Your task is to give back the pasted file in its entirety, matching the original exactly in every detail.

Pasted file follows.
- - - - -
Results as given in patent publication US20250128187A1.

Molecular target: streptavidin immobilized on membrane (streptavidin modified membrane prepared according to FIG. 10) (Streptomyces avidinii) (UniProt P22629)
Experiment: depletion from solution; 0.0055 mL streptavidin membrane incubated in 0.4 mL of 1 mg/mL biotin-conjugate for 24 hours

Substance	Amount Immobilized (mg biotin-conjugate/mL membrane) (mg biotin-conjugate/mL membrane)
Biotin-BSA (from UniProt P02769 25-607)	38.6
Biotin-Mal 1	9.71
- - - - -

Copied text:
Results as given in patent publication US20250128187A1.

Molecular target: streptavidin immobilized on membrane (streptavidin modified membrane prepared according to FIG. 10) (Streptomyces avidinii) (UniProt P22629)
Experiment: depletion from solution; 0.0055 mL streptavidin membrane incubated in 0.4 mL of 1 mg/mL biotin-conjugate for 24 hours

Substance	Amount Immobilized (mg biotin-conjugate/mL membrane) (mg biotin-conjugate/mL membrane)
Biotin-BSA (from UniProt P02769 25-607)	38.6
Biotin-Mal 1	9.71